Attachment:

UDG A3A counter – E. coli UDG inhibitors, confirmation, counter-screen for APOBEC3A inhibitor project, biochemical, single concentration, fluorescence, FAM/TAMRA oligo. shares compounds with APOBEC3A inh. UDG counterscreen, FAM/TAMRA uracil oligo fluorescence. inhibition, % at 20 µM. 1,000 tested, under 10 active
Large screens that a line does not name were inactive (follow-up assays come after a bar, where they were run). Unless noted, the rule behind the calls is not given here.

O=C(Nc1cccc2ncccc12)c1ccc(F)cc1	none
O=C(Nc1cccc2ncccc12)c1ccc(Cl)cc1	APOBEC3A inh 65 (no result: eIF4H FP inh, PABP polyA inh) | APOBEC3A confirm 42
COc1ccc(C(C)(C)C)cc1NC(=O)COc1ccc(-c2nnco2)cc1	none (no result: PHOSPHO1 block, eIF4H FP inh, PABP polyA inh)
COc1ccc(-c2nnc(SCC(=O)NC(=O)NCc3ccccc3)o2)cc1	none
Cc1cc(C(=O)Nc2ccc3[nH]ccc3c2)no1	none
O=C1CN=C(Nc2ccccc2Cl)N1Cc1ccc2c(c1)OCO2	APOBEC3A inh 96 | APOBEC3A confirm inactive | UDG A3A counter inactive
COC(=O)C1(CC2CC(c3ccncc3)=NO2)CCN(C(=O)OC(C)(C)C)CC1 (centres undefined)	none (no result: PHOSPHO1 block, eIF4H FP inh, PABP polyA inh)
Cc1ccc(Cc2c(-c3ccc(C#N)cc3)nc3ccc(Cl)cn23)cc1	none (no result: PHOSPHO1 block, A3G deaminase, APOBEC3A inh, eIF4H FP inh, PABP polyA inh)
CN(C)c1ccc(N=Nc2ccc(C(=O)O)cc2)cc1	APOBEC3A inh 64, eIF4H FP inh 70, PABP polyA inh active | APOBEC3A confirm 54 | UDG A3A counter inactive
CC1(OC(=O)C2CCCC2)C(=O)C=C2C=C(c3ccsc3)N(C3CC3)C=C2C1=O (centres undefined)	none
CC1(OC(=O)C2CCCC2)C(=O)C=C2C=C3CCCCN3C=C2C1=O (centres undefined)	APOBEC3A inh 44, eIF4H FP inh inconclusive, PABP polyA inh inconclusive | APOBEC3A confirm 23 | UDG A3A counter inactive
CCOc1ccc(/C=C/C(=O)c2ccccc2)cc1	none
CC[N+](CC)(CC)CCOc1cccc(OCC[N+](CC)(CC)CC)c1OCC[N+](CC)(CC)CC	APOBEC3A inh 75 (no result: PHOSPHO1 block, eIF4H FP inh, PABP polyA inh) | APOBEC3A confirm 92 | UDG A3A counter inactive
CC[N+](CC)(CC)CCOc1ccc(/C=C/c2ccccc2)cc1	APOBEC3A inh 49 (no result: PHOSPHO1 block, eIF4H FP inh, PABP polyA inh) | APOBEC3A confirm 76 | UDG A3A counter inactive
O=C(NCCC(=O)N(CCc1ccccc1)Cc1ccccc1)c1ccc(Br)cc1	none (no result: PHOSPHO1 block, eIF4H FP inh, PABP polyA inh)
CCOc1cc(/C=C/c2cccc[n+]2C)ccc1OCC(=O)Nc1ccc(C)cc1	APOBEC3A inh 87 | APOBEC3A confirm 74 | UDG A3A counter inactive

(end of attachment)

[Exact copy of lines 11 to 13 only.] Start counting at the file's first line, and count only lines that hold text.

CN(C)c1ccc(N=Nc2ccc(C(=O)O)cc2)cc1	APOBEC3A inh 64, eIF4H FP inh 70, PABP polyA inh active | APOBEC3A confirm 54 | UDG A3A counter inactive
CC1(OC(=O)C2CCCC2)C(=O)C=C2C=C(c3ccsc3)N(C3CC3)C=C2C1=O (centres undefined)	none
CC1(OC(=O)C2CCCC2)C(=O)C=C2C=C3CCCCN3C=C2C1=O (centres undefined)	APOBEC3A inh 44, eIF4H FP inh inconclusive, PABP polyA inh inconclusive | APOBEC3A confirm 23 | UDG A3A counter inactive